My 1994 Geo Metro just passed 200,000 miles. It is now officially a zombie-car. If it dies anytime in the next 6 months I am hosed. Without transportation three people will lose their jobs and one of those three will also have to drop out of college.
How’s that for scary?
There’s a great horror story to be found in this. And you can’t beat those pre-graphic arts programs days of cutting, pasting and stenciling your own home-made ad copy.
From Teen-Age Hotrodders #4 (1963).
Planet Comics #44 (Sept 1946) brings a multi-part story and some continuity to Mysta’s story. This chapter also gives the reader some insight into the politics of Mysta and the society in which she lives.
Recognizing the need to appear friendly and cooperative, Mysta agrees with the Science Council to host a student (an ambassador and perhaps spy) at her fortress for a year. The student, Bron, will learn science at the feet of the “Queen of Science” and presumably go back to his own world wiser about the application of dangerous technology or at the least as an agreeable public face of Mysta’s benevolence.
It appears the Science Council is using Mysta who is also not above using them and any propaganda tools she can apply. Mysta recognizes the power of not only atoms but good public relations as well. Unfortunately an old enemy interferes with her plans with designs to wrest control of forbidden sciences from Mysta. The villain of this chapter, The Face kidnaps and replaces Mysta’s student with a ringer. That the villains fool Mysta and everyone else is somewhat odd. Not being able to verify someone’s identity seems somewhat unlikely but human society is probably still fragmented and rebuilding from the the Anti-Science Wars caused by Mars. It could be that even the most recovered worlds would have official databases that are easily compromised via corruption or carelessness. That a thriving space pirate and vast institutionalized criminal network exists under Mysta’s watchful probes lends credence to the theory.
Using threats to return Fake-Bron to the living Hell of the “Kafka Colony” he rescued him from, the Face plans to have the Fake-Bron betray Mysta. It isn’t clear what the Kafka Colony is but a clue might be found in the name. It may be a prison or place of exile but the name may also be ironic in nature. If not, it says a lot about how a rebuilt human civilization is treating their prisoners of war or other criminals. Again, Mysta is keeping to her policy of non-interference in day-to-day politics and culture choosing to control dangerous knowledge instead of righting wrongs and improving the general quality of life. Also, not an animal lover.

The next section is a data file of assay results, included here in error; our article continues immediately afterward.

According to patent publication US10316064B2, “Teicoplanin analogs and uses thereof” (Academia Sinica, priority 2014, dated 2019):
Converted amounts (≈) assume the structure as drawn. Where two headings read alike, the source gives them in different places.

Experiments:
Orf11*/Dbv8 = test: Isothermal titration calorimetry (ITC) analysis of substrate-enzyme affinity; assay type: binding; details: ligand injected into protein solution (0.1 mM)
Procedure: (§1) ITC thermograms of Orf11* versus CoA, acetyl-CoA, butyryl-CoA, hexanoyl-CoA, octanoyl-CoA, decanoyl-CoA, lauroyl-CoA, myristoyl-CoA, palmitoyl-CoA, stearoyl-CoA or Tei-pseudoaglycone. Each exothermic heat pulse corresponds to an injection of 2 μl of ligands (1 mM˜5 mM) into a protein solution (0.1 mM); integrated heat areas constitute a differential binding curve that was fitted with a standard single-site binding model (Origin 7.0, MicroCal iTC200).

From The Two Shadows, published in Startling Stories (March 1951). Story by William F. Temple with art by Orban.
Found on the back of Planet Comics #43 (July 1946) is this house ad for Jumbo Comics featuring Sheena, Queen of the Jungle, a popular Fiction House jungle-themed heroine with origins going back to Britain in 1937. In the ad a letter from a school faculty sponsor addressed to the house pseudonym responsible for creating Sheena declares that the character has been chosen as the mascot for the 1947 Graduating Class of John Bartram High School in Philadelphia.
When I showed this ad to my Mom she asserted that her school would never have allowed such an icon to be used as a mascot since Sheena was such a provocative female figure. I can only speculate that the parents and faculty of the school of the 1940s didn’t mind as they had friends and family that were used to glamorous pin-ups in the home, workplace and military barracks and a culture that was a little more rough and tumble from years of war and working the shipyards. I don’t know what the long ago class of that high school was like but I can’t help thinking that Sheena would not go over as well today with the students as it may have done in 1947. The image of a Caucasian female dressed in leopard skin as the Queen of an African region would be as more unpopular (though for different reasons) than their current school mascot, what some have called a stereotypical Indian brave.